Eureka! I've cracked the code as to how the style greats keep their eccentricity streamlined: they go tone-on-tone.
In what I'd call the street style photo of the season, Korean model/actor Bae Jung Nam (alias: Jake) does his very own rendition of convoluted Francophilia in shades of navy. (via The Sartorialist)
I have always harbored a liking for eccentricity: it is, after all, the cornerstone of dandyism. I could never be a true minimalist. But much as my tolerance for weirdness has increased over the years, I still believe the best delivery of eccentricity is when it is elegantly contained within boundaries; streamlined.
Allow me to illustrate with sartorial idols, new and old:
Jake looking more pared-down in shades of gray. Note the laundry pin brooch and the purple belt. (via Pop Bop and Snap)
cheerful old chap in a donut-tied silk scarf and trench coat worn as a cape, all in shades of navy (photo by Tommy Ton for GQ)
And all-time favorite Robbie Spencer in a couple of versions his signature combination of severe haircut, tremendous scarf, and wool coat:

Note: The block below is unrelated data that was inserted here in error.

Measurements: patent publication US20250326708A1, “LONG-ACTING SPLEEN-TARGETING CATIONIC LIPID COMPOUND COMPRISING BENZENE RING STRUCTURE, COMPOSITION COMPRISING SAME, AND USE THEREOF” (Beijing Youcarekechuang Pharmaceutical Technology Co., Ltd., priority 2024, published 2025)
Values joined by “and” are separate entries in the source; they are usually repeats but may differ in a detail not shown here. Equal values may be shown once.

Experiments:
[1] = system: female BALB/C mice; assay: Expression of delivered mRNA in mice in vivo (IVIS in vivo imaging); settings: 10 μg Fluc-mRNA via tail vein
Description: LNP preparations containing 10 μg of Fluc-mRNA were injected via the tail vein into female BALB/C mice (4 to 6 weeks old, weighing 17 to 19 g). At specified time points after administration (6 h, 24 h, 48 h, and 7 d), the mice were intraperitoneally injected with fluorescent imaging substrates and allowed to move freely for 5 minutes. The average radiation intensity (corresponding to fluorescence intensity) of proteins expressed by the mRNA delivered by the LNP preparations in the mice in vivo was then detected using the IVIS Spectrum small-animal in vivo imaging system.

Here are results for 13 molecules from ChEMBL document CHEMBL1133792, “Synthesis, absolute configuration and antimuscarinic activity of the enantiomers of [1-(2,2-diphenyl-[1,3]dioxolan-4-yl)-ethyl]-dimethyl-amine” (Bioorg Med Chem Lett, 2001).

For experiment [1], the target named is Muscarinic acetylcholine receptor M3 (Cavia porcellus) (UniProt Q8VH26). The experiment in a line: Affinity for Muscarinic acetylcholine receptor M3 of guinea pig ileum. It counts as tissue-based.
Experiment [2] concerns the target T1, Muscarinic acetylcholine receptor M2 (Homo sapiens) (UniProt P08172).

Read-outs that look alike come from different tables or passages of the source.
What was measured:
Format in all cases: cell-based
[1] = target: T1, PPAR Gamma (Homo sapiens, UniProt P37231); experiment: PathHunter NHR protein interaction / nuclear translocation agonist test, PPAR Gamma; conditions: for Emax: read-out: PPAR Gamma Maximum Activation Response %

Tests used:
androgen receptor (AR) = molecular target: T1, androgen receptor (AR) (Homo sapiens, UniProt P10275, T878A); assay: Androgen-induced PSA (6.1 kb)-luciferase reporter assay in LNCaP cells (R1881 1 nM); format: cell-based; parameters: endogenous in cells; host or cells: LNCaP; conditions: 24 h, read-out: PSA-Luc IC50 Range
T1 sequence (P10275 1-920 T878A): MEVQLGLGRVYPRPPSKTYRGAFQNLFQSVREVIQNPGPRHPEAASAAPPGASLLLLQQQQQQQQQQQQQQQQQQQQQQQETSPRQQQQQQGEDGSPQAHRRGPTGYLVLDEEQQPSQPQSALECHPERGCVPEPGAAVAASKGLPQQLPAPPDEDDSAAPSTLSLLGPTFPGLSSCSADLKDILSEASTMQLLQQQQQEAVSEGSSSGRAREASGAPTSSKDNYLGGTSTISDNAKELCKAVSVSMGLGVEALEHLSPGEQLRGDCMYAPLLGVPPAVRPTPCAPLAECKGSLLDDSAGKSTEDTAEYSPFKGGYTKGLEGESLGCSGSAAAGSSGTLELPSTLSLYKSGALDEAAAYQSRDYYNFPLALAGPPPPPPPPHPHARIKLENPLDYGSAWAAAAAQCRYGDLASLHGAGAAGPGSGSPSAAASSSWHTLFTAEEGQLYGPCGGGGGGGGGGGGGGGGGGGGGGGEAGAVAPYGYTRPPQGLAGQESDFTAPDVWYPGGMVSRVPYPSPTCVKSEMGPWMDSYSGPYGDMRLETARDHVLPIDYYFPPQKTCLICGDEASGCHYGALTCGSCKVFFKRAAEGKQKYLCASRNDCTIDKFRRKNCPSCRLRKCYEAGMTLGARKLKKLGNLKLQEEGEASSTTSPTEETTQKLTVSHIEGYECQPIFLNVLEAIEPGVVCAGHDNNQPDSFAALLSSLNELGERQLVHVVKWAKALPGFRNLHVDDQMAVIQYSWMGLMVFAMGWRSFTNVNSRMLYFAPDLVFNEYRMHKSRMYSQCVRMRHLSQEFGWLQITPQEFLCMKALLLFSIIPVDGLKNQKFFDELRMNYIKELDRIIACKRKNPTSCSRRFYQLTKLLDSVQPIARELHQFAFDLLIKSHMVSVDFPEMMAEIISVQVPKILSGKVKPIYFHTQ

honeycomb knit, wool felt, and velvet, all in blue (photo by Tommy Ton for GQ)
rib-knit and tweed, all in charcoal (photo by Tommy Ton for GQ)
A style idol so old he was featured in a post on the first month of this blog, tailor Ross Hancock (center) in a fringed tapestry dressing gown over a suit in dark grayish gold, picking up some of the colors of the robe's pattern (worn shirtless, no less). Photo taken at an Esquire party where he was awarded "Britain's Best-Dressed Man". (via Esquire's Le Ross, Le Blog)
Going tone-on-tone may not be the only way to keep one's style weirdness at bay, but for kooks like me who deal with silk and fur and velvet and brooches on a daily basis, it sure cuts dressing-time to a fraction when you're relegated to just one section of your congested clothing collection.